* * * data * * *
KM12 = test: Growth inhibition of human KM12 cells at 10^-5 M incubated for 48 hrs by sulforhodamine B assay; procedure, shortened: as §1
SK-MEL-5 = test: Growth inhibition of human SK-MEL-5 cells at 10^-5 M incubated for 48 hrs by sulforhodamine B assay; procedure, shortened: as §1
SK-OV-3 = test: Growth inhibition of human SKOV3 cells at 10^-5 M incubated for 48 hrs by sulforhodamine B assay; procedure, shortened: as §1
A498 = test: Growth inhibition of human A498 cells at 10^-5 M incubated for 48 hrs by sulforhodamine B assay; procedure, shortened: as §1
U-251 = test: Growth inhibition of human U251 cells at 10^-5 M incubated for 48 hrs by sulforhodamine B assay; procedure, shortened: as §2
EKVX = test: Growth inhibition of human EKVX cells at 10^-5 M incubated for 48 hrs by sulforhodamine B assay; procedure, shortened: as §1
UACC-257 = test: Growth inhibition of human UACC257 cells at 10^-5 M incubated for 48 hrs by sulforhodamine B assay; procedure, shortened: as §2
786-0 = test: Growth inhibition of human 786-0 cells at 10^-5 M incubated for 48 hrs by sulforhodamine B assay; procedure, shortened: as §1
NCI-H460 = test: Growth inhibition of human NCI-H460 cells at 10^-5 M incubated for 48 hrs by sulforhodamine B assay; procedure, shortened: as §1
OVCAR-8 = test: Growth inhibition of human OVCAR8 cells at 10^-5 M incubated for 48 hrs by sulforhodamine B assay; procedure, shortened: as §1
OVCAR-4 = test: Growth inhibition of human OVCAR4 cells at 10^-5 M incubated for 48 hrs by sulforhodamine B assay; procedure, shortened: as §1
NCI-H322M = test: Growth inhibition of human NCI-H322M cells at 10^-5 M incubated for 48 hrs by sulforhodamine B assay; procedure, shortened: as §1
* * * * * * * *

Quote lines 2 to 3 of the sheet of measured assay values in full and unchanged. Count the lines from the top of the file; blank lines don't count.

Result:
SK-MEL-5 = test: Growth inhibition of human SK-MEL-5 cells at 10^-5 M incubated for 48 hrs by sulforhodamine B assay; procedure, shortened: as §1
SK-OV-3 = test: Growth inhibition of human SKOV3 cells at 10^-5 M incubated for 48 hrs by sulforhodamine B assay; procedure, shortened: as §1